The electorate of Blair encompasses the urban centre of Ipswich 40 kilometres to the south-west of Brisbane, from which it extends northwards into rural areas around the Somerset and Wivenhoe dams. It is one of several seats that have been created to account for Queensland’s swelling population over the past few decades, having come into existence in 1998 and been substantially redrawn on a number of occasions since. At the time of its creation it had a somewhat more rural orientation, extending inland to encompass the South Burnett region centres of Kingaroy and Nanango in the north, and Gatton and Laidley in the Lockyer Valley to the south. Subsequent redistributions drew it deeper into Ipswich, and in 2010 it gained its present northern rural areas in exchange for territory through Boonah to the New South Wales border, which was transferred to the new seat of Wright. Ipswich was accommodated by Oxley from its creation in 1949 until its division with Blair in 1998, prior to which it was in Moreton.
2013 ELECTION RESULTS
Ipswich had been an area of strength for Labor from the early days of the party’s history owing to its now defunct coal industry, but it has more recently been prone to rebellion over efforts to engage with new middle-class constituencies. The most famous such occasion was when Pauline Hanson won Oxley with 48.6% of the primary vote after the Liberals disendorsed her for advocating the abolition of government assistance to Aborigines, which came too late to stop her appearing on the ballot paper as the Liberal candidate. The creation of Blair at the redistribution that followed did Hanson a poor turn by dividing her home turf between two electorates, and she turned down the certainty of a Senate seat to chance her arm in Blair. However, the major parties’ decision to direct preferences to each other may have sealed her doom. The Liberal candidate, Cameron Thompson, pulled ahead of Labor in the preferential count after the Nationals candidate was excluded, and Labor preferences then secured victory for him with a margin over Hanson of 3.4%.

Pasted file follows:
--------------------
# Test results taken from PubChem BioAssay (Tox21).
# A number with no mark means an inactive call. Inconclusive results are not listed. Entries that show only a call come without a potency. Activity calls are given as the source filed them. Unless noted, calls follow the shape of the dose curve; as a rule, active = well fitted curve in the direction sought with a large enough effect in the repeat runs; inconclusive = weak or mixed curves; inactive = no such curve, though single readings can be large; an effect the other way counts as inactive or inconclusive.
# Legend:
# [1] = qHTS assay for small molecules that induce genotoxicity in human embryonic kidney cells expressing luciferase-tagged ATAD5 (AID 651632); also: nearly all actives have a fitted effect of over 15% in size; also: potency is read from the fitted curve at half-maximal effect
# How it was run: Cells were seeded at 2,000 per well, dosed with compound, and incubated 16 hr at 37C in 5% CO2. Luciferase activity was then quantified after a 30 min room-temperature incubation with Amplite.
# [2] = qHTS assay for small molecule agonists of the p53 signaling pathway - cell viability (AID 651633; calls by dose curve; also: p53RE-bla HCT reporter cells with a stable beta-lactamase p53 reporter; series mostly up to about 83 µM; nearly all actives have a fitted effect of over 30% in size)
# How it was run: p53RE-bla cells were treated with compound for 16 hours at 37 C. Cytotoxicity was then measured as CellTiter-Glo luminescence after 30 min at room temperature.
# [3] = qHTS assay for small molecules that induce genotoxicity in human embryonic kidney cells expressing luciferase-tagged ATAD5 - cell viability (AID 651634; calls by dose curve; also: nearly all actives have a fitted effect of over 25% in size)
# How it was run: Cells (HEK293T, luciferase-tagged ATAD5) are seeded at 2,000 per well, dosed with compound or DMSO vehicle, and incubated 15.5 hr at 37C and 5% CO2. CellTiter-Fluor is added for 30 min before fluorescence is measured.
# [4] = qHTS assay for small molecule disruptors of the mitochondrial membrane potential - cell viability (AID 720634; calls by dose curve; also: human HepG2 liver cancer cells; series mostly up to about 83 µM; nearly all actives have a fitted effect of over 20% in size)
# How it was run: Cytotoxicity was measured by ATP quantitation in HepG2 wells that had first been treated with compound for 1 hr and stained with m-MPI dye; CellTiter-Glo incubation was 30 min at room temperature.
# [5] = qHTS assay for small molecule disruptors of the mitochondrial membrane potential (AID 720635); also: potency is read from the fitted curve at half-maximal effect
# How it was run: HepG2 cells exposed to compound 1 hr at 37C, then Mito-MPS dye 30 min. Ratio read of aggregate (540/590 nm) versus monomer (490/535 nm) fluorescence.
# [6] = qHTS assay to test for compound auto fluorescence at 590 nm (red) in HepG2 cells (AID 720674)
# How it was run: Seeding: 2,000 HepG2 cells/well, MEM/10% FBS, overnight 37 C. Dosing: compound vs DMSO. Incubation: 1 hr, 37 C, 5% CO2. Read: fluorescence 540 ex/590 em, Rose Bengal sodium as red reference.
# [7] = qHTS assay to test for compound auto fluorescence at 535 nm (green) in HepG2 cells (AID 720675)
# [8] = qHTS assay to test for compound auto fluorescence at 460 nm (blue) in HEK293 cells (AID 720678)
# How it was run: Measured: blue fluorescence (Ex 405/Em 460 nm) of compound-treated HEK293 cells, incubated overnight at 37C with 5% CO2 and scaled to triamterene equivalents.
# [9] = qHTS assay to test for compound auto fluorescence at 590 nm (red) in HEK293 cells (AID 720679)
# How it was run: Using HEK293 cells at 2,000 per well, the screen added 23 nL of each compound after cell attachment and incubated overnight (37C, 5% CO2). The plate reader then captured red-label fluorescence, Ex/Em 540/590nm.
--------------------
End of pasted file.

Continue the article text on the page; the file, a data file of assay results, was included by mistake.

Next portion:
Thompson appeared to absorb most of the disappearing One Nation vote upon first facing re-election in 2001, when he more than doubled his primary vote (partly reflecting the absence of the Nationals) without improving his two-party margin over Labor. The redistribution ahead of the 2004 election clipped this by 1.8%, but he went on to handsomely consolidate his position with a 4.5% swing. In 2007 the seat was a key element of the Liberals’ strategy to hold on to office by “firewalling” identified marginal seats, inspiring a risky decision to fund a $2.3 billion Ipswich Motorway bypass at Goodna in the neighbouring electorate of Ryan. This proved of little use, as Labor picked up a decisive 10.2% swing that typified the shift of blue-collar voters back to Labor on the back of WorkChoices.
Labor’s winning candidate was Shayne Neumann, a family lawyer and partner in the Brisbane firm Neumann & Turnour, and a member of the state party’s Labor Unity/Old Guard faction. Neumann’s margin was boosted 2.5% in the next redistribution, which almost precisely accounted for what was, by Queensland standards, a mild swing against Labor at the 2010 election. As with every seat it held in Queensland, Labor had grave fears for Blair during the second of its two terms in office, but Neumann was ultimately able to increase his margin at the 2013 election by 1.0%. He had won promotion the previous March to the positions of parliamentary secretary to the Attorney-General and Health and Ageing Minister, but this did not stop him defecting from the Julia Gillard to the Kevin Rudd camp on the occasion of the latter’s return to the prime ministership the following June. After the September 2013 election defeat he won promotion to the shadow junior ministry in the indigenous affairs and ageing portfolios.
4 comments on “Seat of the week: Blair”
I really don’t understand why there has not been a queensland redistribution this time round. It is the third election to be held on the current boundaries…
Because Queensland has not been growing, population wise, above the national average overall in that time and without population triggers being set off, there is a seven year wait between redistributions being triggered.
But still, regional seats will be far below quota and southeastern seats far above quota.
That will be dealt with next term.